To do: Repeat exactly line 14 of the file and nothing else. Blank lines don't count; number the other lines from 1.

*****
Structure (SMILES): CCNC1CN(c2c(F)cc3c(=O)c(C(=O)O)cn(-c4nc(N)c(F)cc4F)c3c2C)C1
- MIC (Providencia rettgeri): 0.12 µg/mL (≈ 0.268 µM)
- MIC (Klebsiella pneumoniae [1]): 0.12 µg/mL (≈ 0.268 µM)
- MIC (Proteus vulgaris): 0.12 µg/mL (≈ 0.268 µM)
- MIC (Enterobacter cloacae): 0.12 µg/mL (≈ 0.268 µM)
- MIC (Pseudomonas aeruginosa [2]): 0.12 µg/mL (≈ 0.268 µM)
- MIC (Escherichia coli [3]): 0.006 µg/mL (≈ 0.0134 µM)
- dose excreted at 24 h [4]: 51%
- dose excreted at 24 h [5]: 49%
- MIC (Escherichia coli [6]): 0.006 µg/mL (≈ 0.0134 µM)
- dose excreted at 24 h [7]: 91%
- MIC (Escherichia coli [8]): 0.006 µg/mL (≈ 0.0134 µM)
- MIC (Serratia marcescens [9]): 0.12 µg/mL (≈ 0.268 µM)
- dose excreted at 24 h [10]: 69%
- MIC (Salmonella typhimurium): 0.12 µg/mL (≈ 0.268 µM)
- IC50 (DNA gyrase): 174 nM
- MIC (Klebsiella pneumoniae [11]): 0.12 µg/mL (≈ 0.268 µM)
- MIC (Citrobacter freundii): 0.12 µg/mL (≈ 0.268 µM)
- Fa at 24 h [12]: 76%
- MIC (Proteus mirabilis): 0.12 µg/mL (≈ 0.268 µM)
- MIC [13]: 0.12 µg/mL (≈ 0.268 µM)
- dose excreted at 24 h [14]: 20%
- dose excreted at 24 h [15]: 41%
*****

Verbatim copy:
- dose excreted at 24 h [10]: 69%